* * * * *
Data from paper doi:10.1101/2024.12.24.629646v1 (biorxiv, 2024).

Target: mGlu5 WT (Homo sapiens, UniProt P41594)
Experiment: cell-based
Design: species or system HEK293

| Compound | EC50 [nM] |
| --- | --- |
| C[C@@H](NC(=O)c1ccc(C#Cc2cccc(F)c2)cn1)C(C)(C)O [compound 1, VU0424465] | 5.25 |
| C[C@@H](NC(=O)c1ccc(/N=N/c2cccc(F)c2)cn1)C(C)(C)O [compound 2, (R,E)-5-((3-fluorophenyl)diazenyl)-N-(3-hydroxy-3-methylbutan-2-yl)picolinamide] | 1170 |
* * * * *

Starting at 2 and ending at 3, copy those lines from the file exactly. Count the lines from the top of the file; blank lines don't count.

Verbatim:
Target: mGlu5 WT (Homo sapiens, UniProt P41594)
Experiment: cell-based